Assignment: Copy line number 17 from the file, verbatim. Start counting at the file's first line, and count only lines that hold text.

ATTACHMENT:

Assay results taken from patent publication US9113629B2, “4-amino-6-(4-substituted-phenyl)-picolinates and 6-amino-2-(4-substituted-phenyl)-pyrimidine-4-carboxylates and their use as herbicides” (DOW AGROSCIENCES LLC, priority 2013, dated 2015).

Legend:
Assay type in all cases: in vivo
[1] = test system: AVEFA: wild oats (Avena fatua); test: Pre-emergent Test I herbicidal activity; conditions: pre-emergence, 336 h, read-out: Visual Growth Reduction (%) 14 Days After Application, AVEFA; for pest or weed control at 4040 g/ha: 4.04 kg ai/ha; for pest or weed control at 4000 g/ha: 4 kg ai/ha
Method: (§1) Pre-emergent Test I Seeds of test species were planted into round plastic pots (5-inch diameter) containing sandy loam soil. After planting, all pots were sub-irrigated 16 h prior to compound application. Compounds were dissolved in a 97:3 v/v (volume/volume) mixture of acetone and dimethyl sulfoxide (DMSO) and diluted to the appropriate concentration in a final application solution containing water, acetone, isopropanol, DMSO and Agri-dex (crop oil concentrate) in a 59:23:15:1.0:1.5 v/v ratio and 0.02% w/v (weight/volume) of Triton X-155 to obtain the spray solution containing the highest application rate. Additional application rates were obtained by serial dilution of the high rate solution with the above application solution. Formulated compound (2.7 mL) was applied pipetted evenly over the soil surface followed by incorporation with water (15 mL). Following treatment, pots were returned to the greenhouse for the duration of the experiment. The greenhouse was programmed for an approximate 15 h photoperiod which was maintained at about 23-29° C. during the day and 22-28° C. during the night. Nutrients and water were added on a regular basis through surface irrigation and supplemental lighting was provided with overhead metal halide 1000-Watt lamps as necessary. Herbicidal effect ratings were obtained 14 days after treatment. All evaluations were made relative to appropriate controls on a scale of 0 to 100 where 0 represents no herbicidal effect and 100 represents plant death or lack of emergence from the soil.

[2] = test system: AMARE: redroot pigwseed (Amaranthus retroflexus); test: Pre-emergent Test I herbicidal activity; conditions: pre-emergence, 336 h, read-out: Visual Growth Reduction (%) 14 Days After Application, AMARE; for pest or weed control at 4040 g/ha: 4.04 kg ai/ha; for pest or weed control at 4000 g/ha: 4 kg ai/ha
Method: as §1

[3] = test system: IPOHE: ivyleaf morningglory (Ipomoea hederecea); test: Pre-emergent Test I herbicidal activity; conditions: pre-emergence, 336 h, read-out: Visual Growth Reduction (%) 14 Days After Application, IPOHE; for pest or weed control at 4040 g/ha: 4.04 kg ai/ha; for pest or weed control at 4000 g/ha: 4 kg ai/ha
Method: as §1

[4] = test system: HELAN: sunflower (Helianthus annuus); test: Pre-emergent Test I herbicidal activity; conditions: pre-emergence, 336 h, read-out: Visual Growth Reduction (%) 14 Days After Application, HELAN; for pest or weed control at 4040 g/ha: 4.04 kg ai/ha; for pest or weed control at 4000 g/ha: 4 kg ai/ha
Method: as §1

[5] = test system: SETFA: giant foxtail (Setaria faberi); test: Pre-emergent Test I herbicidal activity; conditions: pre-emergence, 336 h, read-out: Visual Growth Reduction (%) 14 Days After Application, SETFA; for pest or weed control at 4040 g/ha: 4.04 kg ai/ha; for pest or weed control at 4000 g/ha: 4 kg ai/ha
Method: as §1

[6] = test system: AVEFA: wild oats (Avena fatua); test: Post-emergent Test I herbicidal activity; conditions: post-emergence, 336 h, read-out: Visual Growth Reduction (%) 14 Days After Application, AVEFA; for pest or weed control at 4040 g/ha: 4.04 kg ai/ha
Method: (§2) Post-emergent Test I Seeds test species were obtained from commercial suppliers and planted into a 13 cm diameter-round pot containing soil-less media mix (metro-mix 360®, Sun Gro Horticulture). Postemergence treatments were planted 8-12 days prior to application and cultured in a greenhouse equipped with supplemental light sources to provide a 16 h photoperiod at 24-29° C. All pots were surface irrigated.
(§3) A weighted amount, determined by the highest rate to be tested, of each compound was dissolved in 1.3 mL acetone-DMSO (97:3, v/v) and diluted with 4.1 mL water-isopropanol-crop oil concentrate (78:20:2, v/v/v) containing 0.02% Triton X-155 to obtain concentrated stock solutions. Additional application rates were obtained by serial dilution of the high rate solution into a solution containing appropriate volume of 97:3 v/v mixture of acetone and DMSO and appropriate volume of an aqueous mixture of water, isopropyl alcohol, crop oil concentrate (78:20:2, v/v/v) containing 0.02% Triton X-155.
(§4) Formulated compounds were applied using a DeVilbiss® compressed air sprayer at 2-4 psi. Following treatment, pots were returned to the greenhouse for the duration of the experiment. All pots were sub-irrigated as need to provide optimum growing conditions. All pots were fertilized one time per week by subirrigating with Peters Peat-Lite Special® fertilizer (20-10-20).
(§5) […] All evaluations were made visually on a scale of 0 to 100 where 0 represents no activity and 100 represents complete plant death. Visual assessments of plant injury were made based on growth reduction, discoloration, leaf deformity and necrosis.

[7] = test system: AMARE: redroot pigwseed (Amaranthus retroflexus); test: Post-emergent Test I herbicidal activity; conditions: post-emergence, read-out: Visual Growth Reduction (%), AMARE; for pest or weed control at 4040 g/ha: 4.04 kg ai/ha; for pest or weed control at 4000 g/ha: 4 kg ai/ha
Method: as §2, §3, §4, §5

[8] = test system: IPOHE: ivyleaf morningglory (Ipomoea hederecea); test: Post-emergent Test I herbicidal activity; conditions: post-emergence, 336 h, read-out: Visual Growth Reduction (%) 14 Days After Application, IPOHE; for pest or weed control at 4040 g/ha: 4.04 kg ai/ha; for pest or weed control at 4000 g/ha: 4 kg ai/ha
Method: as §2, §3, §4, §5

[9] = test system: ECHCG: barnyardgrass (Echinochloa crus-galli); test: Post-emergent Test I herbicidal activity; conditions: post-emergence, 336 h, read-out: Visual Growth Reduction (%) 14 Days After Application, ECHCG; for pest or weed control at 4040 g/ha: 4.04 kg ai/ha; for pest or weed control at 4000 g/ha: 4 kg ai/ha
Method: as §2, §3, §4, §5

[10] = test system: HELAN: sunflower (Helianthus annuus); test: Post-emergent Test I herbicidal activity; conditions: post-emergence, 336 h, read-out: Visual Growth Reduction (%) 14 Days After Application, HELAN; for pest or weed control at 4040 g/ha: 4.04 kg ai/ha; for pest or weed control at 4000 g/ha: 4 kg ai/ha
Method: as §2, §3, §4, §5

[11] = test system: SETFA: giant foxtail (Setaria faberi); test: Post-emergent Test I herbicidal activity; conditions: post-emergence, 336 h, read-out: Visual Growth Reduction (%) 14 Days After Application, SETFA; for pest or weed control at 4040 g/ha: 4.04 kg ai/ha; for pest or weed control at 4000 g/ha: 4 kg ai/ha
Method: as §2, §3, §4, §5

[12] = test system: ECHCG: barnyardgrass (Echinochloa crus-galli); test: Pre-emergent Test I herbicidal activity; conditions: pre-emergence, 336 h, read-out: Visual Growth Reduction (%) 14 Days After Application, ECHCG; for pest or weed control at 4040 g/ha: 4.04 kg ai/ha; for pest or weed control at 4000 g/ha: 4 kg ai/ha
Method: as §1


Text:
(§4) Formulated compounds were applied using a DeVilbiss® compressed air sprayer at 2-4 psi. Following treatment, pots were returned to the greenhouse for the duration of the experiment. All pots were sub-irrigated as need to provide optimum growing conditions. All pots were fertilized one time per week by subirrigating with Peters Peat-Lite Special® fertilizer (20-10-20).